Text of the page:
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No contest plea entered in toddler beating death


South LA woman faces 25 years to life

A South Los Angeles woman has pleaded no contest to first-degree murder for her 4-year-old daughter’s beating death.

Akira Keyshell Smith, now 37, is facing 25 years to life in state prison in connection with the Aug. 11, 2020, death of her daughter, Eternity.

She is due back in a downtown Los Angeles courtroom for sentencing Nov. 28 before Los Angeles County Superior Court Judge Richard S. Kemalyan.

Two other counts against Smith–torture and assault on a child causing death–and allegations that she had prior convictions for assault with a deadly weapon in 2016 and injuring a spouse, cohabitant, fiance or boyfriend in 2014 are expected to be dismissed as a result of her plea.

At a May 2022 hearing, the girl’s then-18-year-old brother testified that his mother kept “slapping and slapping” Eternity that day, and that he also saw his mother choking his sister and “kicking her while she was on the floor.”

The young man–who said he told his mother to stop–told a judge that his mother eventually went to her room while he checked on his sister, who was on the floor in the hallway. He said he subsequently told his mother that the girl’s stomach was moving in a weird way.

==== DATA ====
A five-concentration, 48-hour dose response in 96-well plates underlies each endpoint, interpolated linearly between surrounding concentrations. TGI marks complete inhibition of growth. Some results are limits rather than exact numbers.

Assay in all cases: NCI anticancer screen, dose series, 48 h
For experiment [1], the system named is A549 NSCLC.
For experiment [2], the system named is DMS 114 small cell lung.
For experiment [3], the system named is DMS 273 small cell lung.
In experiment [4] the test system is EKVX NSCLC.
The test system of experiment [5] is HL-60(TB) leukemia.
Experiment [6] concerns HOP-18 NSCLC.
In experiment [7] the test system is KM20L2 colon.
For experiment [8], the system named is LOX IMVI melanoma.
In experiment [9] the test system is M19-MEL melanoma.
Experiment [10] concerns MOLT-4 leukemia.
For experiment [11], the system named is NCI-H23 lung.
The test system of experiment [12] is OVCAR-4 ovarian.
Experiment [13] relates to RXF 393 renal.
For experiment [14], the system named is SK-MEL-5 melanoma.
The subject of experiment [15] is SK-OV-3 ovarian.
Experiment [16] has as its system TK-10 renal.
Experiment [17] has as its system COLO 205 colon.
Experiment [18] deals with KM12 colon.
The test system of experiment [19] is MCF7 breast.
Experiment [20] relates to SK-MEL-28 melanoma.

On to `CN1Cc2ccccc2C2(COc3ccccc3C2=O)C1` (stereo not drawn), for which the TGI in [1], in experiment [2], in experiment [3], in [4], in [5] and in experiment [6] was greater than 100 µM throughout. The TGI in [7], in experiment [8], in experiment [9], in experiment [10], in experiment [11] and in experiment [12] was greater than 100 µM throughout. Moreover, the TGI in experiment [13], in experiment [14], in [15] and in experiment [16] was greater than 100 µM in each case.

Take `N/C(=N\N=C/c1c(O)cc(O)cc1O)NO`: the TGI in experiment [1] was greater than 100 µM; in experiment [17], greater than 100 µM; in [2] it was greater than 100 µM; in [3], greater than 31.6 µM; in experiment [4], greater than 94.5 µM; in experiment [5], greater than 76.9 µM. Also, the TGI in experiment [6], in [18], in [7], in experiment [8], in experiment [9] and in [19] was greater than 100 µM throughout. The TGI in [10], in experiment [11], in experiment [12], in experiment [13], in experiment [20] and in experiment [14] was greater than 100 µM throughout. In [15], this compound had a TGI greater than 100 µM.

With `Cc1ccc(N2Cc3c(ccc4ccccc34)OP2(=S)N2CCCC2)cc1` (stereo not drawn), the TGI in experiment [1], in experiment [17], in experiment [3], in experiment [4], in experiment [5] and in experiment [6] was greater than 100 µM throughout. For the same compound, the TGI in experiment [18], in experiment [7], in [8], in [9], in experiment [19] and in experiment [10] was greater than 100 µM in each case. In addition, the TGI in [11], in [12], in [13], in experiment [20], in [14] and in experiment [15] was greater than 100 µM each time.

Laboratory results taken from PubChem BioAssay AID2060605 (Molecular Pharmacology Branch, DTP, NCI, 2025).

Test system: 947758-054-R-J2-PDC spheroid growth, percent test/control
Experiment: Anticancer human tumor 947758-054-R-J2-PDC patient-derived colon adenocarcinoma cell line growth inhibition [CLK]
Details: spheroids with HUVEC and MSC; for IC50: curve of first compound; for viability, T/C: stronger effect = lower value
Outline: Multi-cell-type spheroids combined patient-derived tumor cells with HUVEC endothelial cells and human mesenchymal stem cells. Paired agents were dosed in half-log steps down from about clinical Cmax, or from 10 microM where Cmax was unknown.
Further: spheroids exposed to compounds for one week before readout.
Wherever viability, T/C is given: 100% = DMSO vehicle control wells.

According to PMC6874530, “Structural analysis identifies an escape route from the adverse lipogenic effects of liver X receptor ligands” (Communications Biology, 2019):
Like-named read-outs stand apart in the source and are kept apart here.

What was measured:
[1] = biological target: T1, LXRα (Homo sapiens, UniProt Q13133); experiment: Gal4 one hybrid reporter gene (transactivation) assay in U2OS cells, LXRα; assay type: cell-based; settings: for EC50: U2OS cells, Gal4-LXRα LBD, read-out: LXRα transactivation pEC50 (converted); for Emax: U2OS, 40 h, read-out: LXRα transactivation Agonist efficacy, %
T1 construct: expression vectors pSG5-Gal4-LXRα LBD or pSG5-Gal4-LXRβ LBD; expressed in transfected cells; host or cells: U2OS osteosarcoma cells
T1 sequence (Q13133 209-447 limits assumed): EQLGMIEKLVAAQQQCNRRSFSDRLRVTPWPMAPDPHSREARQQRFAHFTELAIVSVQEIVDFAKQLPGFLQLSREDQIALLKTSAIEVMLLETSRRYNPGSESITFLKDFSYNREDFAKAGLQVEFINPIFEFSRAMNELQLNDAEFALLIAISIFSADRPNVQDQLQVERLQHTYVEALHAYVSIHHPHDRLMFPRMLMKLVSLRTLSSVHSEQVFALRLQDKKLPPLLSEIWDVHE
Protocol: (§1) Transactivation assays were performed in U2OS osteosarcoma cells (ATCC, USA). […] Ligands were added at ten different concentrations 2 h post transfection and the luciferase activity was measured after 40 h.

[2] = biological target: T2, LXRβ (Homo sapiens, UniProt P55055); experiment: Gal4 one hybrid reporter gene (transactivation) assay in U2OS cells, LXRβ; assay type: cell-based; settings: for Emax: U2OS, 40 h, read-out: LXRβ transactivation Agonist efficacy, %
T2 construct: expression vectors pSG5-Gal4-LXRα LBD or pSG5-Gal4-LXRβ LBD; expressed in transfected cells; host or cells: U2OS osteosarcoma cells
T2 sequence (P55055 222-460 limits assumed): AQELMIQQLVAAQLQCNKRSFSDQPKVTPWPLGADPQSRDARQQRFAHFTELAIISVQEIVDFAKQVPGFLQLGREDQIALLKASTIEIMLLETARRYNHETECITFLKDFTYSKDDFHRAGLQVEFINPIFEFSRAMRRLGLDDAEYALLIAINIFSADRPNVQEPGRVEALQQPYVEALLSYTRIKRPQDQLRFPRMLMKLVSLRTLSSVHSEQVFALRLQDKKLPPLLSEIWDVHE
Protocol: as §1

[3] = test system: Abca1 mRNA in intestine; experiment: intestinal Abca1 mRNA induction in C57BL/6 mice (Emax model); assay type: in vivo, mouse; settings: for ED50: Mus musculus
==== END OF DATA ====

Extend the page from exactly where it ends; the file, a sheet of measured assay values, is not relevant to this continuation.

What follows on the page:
“My mom told me to get her some food. She didn’t want any of it,” the girl’s oldest brother testified, adding later that his mother also told him to get some water for her.

“We called the ambulance to come and hurry up,” he said. Another of the girl’s brothers, who was 10 years old at the time of last year’s hearing, said he didn’t remember so well what happened to his sister.

“What did you see your mom do? Was there hitting?,”  Deputy District Attorney Jonathan Hatami asked.

“Definitely hitting,” the younger boy testified, adding that he believed that there was also kicking and slapping as his sister cried.

When asked why he didn’t try to stop his mother, the boy responded, “What if I was next?”

The boy testified that the girl was “just laying there, not crying any more” and “wasn’t moving at all” after his mother stopped the alleged attack.

He acknowledged that he would sometimes play-fight with the girl, and that she had fallen at one point from a bunk bed probably about a month earlier.

Defense attorney Kimberly Greene asked the boy if his mother would sometimes seem sad and whether he ever saw his mother taking medication. He responded that she sometimes seemed sad and that she had pills.

Matthew Holguin, a firefighter/paramedic with the Los Angeles City Fire Department, testified earlier this month at the hearing that the girl was pale, cold and wet when he responded to the home about 5:12 p.m. that day, and that family members said they had poured water on the girl in an effort to wake her up.

“It just seemed very calm in the house,” Holguin told the judge, noting that it was unusual under the circumstances.

Holguin said firefighters were informed by the mother that the girl was last seen walking in the hallway when she just collapsed. Paramedics tried unsuccessfully to revive the girl, who was rushed to the hospital and pronounced dead at 5:41 p.m. that night, Holguin testified.

When asked if he heard Smith saying, “Oh, God,” and repeating her daughter’s name, he said he wouldn’t describe her demeanor as emotional.